4. Scale back. Even if you plan to participate in holiday celebrations, know that if’s OK if you don’t do as much as you did last year. If there is an event that you usually lead or help organize, this may be a good time to allow someone else to step up to the plate. If you are a friend of the bereaved or the seriously ill, don’t expect the person to do as much as he or she usually does at holiday time. Ask what you can do to assist with holiday preparations.
5. Find a way to honor your loved one during the holiday. Do something special or start a new tradition to honor the loved one you have lost. Ask people to send you their best memories of the loved one. These can be collected and put into a coffee table book using an online self publishing service. If you are ill and not sure how many more holidays you will be able to celebrate, start a new tradition that can be carried on when you are gone. If you are a friend of the bereaved, you may wish to help him or her assemble photographs or written memories, or organize a time for people to remember the loved one, or you may wish to help a terminally ill friend start a new tradition or cross an item off his or her “bucket list.”
6. Do something different this year. The holidays will be different without your loved one. Honor this idea by planning to go somewhere new or do something you’ve never done before. This may even turn into a new family tradition. Or you may wish to get out of town this year and skip the whole local holiday scene altogether. Do what feels right. If you’re a friend of the bereaved or someone who is seriously ill, honor their choice to do things differently, and participate if you are asked and feel able to do so.
One thing that I have noticed is that people are not that good at offering consolation to a bereaved person or offering comfort to someone who is seriously ill. They sometimes say awkward things unintentionally. If you are bereaved, it’s often a good idea not to take what people say too personally. If they have said something insensitive, it is probably because they have not yet experienced bereavement, or it may be that they are just not very good at dealing with their own fears of death.
The fear of death keeps a lot of good people from offering condolences or comfort. I know that when I had cancer, there were people who avoided me, and others who couldn’t look me in the eye. Some of the people that I thought might be of help turned out to be unavailable when I needed them. They may have thought they were doing the right thing by not bothering me while I was sick, or maybe they just couldn’t face me because they couldn’t face their own fears. When I had cancer, I thought it was going to be all about me, but I was wrong. It was all about other people!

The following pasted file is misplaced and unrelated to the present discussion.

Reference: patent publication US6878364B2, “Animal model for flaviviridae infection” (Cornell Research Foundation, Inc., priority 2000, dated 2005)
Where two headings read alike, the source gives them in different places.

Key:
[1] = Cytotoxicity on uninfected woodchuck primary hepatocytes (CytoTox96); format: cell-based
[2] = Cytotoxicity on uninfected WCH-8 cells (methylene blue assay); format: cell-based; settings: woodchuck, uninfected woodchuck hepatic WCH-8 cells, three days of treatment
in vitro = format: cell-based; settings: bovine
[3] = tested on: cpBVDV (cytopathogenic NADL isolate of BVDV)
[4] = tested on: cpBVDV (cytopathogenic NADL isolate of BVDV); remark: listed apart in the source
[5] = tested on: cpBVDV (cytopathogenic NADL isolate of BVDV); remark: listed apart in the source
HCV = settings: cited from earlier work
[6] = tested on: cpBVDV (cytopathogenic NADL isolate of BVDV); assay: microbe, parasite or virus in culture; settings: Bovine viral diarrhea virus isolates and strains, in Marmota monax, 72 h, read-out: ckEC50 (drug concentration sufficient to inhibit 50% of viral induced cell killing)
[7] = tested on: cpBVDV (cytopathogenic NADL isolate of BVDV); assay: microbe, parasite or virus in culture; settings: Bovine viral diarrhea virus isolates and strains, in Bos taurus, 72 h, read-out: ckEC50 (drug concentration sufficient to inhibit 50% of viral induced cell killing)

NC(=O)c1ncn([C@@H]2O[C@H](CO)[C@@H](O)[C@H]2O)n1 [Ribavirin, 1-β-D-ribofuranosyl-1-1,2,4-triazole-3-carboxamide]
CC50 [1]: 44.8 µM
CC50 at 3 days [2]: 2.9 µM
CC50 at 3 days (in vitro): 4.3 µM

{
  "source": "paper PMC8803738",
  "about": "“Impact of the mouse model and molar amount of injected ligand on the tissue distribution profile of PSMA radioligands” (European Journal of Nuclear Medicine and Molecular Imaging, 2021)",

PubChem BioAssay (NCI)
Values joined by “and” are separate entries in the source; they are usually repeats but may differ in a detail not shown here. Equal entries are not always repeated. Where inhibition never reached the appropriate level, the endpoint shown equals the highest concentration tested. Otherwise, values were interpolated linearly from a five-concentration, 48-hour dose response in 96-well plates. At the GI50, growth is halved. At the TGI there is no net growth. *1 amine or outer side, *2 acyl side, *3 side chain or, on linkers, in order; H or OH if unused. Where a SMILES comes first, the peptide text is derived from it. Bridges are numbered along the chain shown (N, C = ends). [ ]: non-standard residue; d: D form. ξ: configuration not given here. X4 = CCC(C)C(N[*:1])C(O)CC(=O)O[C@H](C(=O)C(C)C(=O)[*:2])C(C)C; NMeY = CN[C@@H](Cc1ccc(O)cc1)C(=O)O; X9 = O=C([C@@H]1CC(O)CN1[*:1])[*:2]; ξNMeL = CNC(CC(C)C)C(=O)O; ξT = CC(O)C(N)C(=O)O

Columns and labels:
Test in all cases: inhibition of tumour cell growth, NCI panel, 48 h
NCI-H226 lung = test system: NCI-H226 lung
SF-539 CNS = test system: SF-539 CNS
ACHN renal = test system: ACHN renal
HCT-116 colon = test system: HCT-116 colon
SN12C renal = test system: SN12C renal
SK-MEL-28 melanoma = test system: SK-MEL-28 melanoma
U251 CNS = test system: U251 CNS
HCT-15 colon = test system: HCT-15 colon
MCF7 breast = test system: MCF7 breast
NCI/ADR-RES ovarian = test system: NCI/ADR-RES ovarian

One thing that people did when I was sick was give me all kinds of advice that I didn’t necessarily ask for. Another thing that they did was tell “horror” stories about someone else with cancer. When I began to realize that these people were just trying to give me some useful information or show their support for me, I got better at answering them by simply saying, “Thank you. I appreciate your concern.” Once they were assured that I had recognized their love and concern, they were happy as clams. I was happier, too, because instead of fretting about the things they said, all I had to do was accept their love and care and thank them for it.
It was hard to realize that there were some friends who just couldn’t be there for me when I needed them the most, but I learned something from that, too. I learned that some people really just need to be asked, specifically, to do something. Others will offer specific things, such as bringing a home-cooked meal to your home or doing your grocery shopping for you. The trick is to take them up on what they offered or just thank them for their offer and let it go. I learned that when someone offers something specific, they are probably not prepared to do anything else, so it’s best not to ask them. And for the ones who could not help out, I simply sent them love, knowing that my situation may have served as a catalyst for them to do some deep thinking, and if not, everybody is in a different place with respect to confronting their fears of death. 🙂